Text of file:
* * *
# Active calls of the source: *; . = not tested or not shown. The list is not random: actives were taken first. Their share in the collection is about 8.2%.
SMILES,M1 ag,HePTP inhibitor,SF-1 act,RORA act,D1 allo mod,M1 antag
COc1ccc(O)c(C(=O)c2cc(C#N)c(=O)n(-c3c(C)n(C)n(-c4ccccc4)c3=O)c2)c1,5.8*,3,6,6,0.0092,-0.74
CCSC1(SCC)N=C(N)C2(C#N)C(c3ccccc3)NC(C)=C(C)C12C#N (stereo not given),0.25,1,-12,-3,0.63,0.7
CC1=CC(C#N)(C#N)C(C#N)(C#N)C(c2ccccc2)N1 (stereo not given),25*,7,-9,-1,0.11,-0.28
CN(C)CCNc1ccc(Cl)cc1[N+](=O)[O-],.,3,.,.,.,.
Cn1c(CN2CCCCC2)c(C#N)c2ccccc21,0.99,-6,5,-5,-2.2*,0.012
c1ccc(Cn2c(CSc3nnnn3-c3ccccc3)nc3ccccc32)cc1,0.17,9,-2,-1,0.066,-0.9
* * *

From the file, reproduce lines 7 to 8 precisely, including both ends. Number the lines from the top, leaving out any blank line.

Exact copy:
Cn1c(CN2CCCCC2)c(C#N)c2ccccc21,0.99,-6,5,-5,-2.2*,0.012
c1ccc(Cn2c(CSc3nnnn3-c3ccccc3)nc3ccccc32)cc1,0.17,9,-2,-1,0.066,-0.9